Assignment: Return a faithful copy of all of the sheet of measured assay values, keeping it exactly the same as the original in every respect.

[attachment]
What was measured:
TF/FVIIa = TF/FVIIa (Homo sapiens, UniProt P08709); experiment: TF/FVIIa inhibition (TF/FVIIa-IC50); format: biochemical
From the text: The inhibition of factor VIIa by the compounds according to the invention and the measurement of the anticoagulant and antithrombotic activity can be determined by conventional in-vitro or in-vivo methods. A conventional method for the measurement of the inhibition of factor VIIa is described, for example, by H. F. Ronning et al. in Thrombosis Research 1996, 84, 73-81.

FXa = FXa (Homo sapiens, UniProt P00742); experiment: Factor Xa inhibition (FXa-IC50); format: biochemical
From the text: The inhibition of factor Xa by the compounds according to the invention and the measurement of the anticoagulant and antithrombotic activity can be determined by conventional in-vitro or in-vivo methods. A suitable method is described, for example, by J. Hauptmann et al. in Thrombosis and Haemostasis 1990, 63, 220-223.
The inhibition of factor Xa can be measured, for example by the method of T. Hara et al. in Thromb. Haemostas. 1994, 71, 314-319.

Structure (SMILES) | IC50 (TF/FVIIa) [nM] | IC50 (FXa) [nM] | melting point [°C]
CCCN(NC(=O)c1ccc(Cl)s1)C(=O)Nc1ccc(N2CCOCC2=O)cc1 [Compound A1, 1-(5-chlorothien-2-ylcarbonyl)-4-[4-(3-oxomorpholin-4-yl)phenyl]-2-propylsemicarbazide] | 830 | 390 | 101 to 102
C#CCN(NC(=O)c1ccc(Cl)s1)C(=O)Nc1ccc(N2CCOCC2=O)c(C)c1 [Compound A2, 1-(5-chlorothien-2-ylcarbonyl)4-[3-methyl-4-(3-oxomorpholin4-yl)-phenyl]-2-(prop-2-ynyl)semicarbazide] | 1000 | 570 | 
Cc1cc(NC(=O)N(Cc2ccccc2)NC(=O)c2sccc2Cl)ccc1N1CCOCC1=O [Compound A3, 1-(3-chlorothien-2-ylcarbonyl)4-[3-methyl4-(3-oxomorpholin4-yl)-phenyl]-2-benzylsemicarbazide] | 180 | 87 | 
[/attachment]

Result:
What was measured:
TF/FVIIa = TF/FVIIa (Homo sapiens, UniProt P08709); experiment: TF/FVIIa inhibition (TF/FVIIa-IC50); format: biochemical
From the text: The inhibition of factor VIIa by the compounds according to the invention and the measurement of the anticoagulant and antithrombotic activity can be determined by conventional in-vitro or in-vivo methods. A conventional method for the measurement of the inhibition of factor VIIa is described, for example, by H. F. Ronning et al. in Thrombosis Research 1996, 84, 73-81.

FXa = FXa (Homo sapiens, UniProt P00742); experiment: Factor Xa inhibition (FXa-IC50); format: biochemical
From the text: The inhibition of factor Xa by the compounds according to the invention and the measurement of the anticoagulant and antithrombotic activity can be determined by conventional in-vitro or in-vivo methods. A suitable method is described, for example, by J. Hauptmann et al. in Thrombosis and Haemostasis 1990, 63, 220-223.
The inhibition of factor Xa can be measured, for example by the method of T. Hara et al. in Thromb. Haemostas. 1994, 71, 314-319.

Structure (SMILES) | IC50 (TF/FVIIa) [nM] | IC50 (FXa) [nM] | melting point [°C]
CCCN(NC(=O)c1ccc(Cl)s1)C(=O)Nc1ccc(N2CCOCC2=O)cc1 [Compound A1, 1-(5-chlorothien-2-ylcarbonyl)-4-[4-(3-oxomorpholin-4-yl)phenyl]-2-propylsemicarbazide] | 830 | 390 | 101 to 102
C#CCN(NC(=O)c1ccc(Cl)s1)C(=O)Nc1ccc(N2CCOCC2=O)c(C)c1 [Compound A2, 1-(5-chlorothien-2-ylcarbonyl)4-[3-methyl-4-(3-oxomorpholin4-yl)-phenyl]-2-(prop-2-ynyl)semicarbazide] | 1000 | 570 | 
Cc1cc(NC(=O)N(Cc2ccccc2)NC(=O)c2sccc2Cl)ccc1N1CCOCC1=O [Compound A3, 1-(3-chlorothien-2-ylcarbonyl)4-[3-methyl4-(3-oxomorpholin4-yl)-phenyl]-2-benzylsemicarbazide] | 180 | 87 | 